Meet Our Music Therapists: Introducing Sophia Christopher

Meet Our Music Therapists: Introducing Sophia Christopher

Meet Our Music Therapists: Introducing Sophia Christopher

 “As someone who had previously been hospitalized, learning about music and its rehabilitative effects hit close to home. I remember thinking, ‘Why wasn’t this an option for me,’ or ‘Why didn’t I know about this?’ From that moment on, I knew that I wanted to pursue a career in music therapy and be an advocate for the field so that people know music therapy can be an option for them.”

— Sophia Christopher – Seniors Mental Health; Neurobehavioral and Transitional Support Units

I always identified with music and always wondered why music can be so motivational. I was first introduced to music therapy when I had the opportunity to interview Elizabeth Mitchell, assistant professor and current coordinator of the Bachelor of Music Therapy at Wilfrid Laurier University. Mitchell explained the different models of music therapy and provided such significant case scenarios that I immediately fell in love with the field.

As a neurologic music therapy fellow, I specialize in neurologic rehabilitation, working with a variety of individuals experiencing neurologic conditions to regain physical functions and retrain behaviour. I am located at Grand River Hospital’s Freeport Campus and provide neurologic rehabilitation and specialized care on multiple units throughout the hospital. I love the neurologic aspect of music—how music is processed in the brain and how music can be used in neurologic and physical rehabilitation. I find it fascinating that we can use music, something humans inherently love and are moved by, as a tool for rehab. And it works!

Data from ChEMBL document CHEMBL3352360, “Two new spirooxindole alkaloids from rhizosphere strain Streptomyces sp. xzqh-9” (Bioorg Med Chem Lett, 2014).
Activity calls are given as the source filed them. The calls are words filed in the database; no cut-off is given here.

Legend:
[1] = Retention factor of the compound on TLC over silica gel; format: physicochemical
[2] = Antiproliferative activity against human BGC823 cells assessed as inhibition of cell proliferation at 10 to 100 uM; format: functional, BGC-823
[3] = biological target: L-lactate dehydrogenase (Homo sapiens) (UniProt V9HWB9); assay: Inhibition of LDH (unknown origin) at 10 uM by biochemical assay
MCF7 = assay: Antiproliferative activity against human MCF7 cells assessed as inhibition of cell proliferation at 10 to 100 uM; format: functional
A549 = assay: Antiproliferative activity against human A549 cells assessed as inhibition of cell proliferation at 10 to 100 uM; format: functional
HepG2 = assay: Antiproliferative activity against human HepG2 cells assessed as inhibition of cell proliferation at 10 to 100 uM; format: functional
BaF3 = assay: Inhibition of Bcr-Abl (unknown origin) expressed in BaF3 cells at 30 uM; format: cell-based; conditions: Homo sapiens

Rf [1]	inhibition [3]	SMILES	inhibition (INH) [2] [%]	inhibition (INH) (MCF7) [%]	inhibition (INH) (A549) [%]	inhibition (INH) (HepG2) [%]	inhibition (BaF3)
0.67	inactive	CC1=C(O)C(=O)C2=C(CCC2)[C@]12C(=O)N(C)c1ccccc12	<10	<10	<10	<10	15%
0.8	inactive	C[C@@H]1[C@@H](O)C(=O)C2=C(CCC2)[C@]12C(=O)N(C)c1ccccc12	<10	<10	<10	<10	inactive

I often think back to an individual who I worked with in a long term care facility. This resident was 8-years post stroke and was experiencing severe aphasia. As a result, his language was limited to inconsistent yes/no responses. When I went to introduce myself, he was excited to be able to show his collection of jazz and swing records. We then sat down together and I implemented Musical Speech Stimulation, an intervention that incorporates the use of well-known songs to stimulate speech and completion of familiar lyrics. Immediately, he was able to follow along and sang his first words. Surprised, he stopped, laughed, and shook my hand with delight. From that moment on, he would surprise his care staff by singing, and eventually we got the entire unit involved in his speech rehab plan.

It feels so amazing and rewarding when we, as music therapists, are able to work with those “extreme” patient cases – perhaps someone who has lost their motivation to continue in their rehab program, or perhaps it’s someone who has lost their voice, but can sing to their loved ones – and being able to contribute to both their physical experience at Freeport as well as enhance their quality of life.

-- Sophia Christopher, MTA, RP, NMT-F
Accredited Music Therapist
Registered Psychotherapist
Neurologic Music Therapy Fellow